By: Adam Byrn Tritt
Illustrated by: Java John Goldacker
Publisher: Axios Press
Publication Date: September 2012
Reviewed by: Ellen Feld
Review Date: April 2, 2012
Bud was a regular kid, just like all the other kids he knew. He had friends and family who cared about him, he liked pizza and ice cream and all the other things that most kids enjoy. But Bud also liked TV. No, he didn’t like it, he LOVED it.
Soon, all Bud wanted to do was eat and watch TV. His friends and family tried to get him off the couch, to go outside, to play, to do anything but watch TV. But Bud wouldn’t move. Eventually, everybody gave up on Bud and he was left alone to eat and watch TV. And then something horrible happened…Bud turned into a couch potato, literally!
Bud was now a dusty, musty, round and splotchy coach potato! Was it too late to help Bud? Could his terrible fate be reversed?
Bud the Spud is, admittedly, a very unique book. The cover is one that most parents will wince at, but parents are not the target audience. Pre-teens, who might very well be on the same path as Bud, are the ones who need to read this book and no doubt, they (particularly boys) will love the rather grisly cover and interior drawings. The story has three possible endings: “recommended for most audiences,” “recommended for those who are squeamish,” and “recommended for those who don’t care how much psychological damage they do to their children.” There is a note from the author to kids on the front jacket flap, and one to parents on the back jacket flap noting that kids find such gruesome things “horrifically hilarious.” This is the same tactic that has made so many "gross out" books poplular with youngsters. Hopefully, those kids who read this book will come away with an understanding of the very serious message it sends – get off the couch, turn off the TV and go outside and play!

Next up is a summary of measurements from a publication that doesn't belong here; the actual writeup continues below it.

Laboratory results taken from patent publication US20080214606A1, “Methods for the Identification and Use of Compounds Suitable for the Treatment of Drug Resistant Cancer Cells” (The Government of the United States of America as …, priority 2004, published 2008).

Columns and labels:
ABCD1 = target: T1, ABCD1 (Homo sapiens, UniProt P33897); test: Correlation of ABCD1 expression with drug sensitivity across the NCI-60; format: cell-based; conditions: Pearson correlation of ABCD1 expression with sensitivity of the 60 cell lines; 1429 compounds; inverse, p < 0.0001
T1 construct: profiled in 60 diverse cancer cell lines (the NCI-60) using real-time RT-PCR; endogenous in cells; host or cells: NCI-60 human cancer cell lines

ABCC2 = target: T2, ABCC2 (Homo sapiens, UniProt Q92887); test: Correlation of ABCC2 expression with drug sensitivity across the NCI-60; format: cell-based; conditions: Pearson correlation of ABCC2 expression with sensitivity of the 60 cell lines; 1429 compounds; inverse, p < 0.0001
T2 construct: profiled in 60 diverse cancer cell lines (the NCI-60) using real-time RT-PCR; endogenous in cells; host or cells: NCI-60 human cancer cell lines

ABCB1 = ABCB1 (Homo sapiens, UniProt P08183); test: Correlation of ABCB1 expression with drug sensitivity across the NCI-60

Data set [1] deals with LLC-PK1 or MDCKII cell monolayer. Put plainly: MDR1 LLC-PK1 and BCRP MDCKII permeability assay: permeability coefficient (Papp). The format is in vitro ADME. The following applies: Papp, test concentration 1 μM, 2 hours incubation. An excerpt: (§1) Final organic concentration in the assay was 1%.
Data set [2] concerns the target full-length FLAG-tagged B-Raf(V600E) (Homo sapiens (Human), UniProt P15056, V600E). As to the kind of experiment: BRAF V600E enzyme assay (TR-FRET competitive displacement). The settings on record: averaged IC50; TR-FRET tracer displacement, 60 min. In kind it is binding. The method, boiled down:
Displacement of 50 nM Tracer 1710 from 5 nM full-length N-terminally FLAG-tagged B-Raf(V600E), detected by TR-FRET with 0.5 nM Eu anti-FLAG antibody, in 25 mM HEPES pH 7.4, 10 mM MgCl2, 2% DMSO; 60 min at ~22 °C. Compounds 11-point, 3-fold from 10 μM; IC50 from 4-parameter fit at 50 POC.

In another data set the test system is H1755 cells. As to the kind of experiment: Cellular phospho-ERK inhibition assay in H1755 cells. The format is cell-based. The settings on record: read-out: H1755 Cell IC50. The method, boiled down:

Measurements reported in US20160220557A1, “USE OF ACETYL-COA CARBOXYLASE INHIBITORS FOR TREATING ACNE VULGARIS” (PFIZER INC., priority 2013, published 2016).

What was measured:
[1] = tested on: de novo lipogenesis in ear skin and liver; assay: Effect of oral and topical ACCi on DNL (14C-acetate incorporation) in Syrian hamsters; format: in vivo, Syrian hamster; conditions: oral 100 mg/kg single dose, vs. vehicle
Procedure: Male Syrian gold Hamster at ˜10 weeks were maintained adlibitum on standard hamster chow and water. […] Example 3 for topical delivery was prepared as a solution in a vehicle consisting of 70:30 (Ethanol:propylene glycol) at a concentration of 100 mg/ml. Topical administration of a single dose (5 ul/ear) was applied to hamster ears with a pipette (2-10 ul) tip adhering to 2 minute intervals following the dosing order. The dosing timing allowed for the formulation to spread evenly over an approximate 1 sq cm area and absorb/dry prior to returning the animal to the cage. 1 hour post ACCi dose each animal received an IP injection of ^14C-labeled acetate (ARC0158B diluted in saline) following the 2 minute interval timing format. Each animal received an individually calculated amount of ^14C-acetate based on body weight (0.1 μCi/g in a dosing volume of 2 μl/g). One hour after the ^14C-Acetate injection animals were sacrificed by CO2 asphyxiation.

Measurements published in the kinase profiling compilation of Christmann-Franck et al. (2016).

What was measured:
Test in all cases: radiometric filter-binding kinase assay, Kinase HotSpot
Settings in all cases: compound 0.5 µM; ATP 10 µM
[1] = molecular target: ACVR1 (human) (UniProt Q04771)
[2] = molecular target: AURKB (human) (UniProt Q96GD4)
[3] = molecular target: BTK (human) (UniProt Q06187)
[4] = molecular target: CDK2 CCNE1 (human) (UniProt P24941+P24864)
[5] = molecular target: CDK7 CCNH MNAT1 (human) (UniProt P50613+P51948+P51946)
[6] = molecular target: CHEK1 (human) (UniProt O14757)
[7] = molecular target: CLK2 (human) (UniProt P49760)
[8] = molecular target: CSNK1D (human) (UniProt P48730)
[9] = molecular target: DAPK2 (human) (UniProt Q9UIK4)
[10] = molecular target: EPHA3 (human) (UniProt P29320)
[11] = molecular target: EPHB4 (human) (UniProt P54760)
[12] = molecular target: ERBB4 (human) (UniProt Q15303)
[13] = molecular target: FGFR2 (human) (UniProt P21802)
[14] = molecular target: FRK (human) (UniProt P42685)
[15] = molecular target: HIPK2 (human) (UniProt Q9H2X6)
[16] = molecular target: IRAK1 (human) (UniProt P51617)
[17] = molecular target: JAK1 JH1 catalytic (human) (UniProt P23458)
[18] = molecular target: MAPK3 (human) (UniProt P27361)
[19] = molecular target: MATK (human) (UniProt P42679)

Quill says: DON’T judge this book by its cover – while a bit, er, unusual, it really does send a very important message.